Well, guess what, this freezing and below-survivable region also houses a chapel, called the "Chapel of the Snows", it is one of the 8 Antarctic churches! McMurdo Station also hosts a GOLF COURSE. Yep, a golf course, its called the Ross Island Disc Golf Course, however not many images or info is known about this course on the internet.
6. Oymyakon, SiberiaWith the lowest temperature of -69.2°C recorded for an inhabited location, Oymyakon in Siberia is known as the coldest town in the world. Around 470 people call it their home, surviving the three-hour short days and about 21 hours during the day in June.
Over the past years, Oymyakon has decreased significantly in both inhabitation and geography. The regional headcount reduced from 2500 to lesser than 900 in 2018. Although constantly frozen, this region is the coldest but permanently populated location on the planet!
7. La Rinconada, PeruLocated in the Peruvian Andes at 16,728 feet, La Rinconada is the highest town in the world. Situated in a secluded setting of barren, snow-capped mountains, this town does not see much footfall and has a mere population of around thousands. People would have to ascend slowly into the city to avoid the mountain.
La Rinconada is situated next to a gold mine, and a hike in gold prices became the reason behind the settlement's drastic population increase to over 30,000! Most of the employees here work for free all month, and on the 31st, they are allowed to take as much ore as they can carry on their shoulders, as means of remuneration! However, the possibility of gold in these ores is just mere luck.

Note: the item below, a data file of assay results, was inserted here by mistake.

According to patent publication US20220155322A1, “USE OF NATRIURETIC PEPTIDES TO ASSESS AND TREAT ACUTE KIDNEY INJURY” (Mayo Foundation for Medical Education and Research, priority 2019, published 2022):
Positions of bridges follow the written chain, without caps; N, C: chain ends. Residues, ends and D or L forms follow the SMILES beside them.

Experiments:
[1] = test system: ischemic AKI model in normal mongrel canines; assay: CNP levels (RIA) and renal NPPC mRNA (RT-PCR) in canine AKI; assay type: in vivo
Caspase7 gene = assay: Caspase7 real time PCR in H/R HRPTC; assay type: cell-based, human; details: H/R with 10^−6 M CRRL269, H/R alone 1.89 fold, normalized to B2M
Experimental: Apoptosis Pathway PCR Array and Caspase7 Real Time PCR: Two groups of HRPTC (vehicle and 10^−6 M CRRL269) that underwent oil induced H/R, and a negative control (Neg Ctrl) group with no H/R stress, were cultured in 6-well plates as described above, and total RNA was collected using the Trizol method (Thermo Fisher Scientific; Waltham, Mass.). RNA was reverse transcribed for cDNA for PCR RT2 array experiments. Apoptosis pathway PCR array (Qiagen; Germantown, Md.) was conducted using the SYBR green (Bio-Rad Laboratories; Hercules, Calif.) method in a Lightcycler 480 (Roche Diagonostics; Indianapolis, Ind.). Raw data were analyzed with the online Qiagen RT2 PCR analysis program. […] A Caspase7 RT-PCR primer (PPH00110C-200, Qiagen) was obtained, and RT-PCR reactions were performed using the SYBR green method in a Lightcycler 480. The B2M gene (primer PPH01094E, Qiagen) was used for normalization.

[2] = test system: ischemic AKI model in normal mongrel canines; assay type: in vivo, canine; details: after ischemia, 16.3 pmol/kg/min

8. Ittoqqortoormiit, GreenlandA home to seals, walrus, narwhals, polar bears, and Arctic foxes, Ittoqqortoormiit is one of the most isolated lands on earth. Located in Greenland, the town of only 450 residents offers amazing dog-sledging and kayaking experiences to tourists. Discovered in 1925, the region has a few general stores and just one grocery shop.
9. Longyearbyen, NorwayLongyearbyen is the northernmost town in the world. There was a myth that it is illegal to die in this town, but the fact was that there are no options for burial. The weather is so cold that the body doesn't decompose, so terminally ill residents are flown to Oslo to spend their last days. Although the town has a 50-kilometre road stretch, there is no connection to neighbouring communities. The most convenient and accessible transport mode is via the Snowmobile. The city also hosts an annual film screening event called the Arctic Film Festival.
10. The Kerguelen Islands, The “Desolation Islands”Rocky mountains and glaciers covering most of the island with receive rain, sleet, or snow 300 days a year, Kerguelen Islands lies in the southern Indian Ocean. They are part of the French Southern and Antarctic Lands and is occupied by not more than a hundred French scientist and researchers. It is only accessible by ship, only four days a year. The Grande Terre is the largest island among the Desolation Islands.
What do you think about these regions on planet Earth? Have we missed out on any place? Do these locations interest or intrigue you? Let us know in the comments below!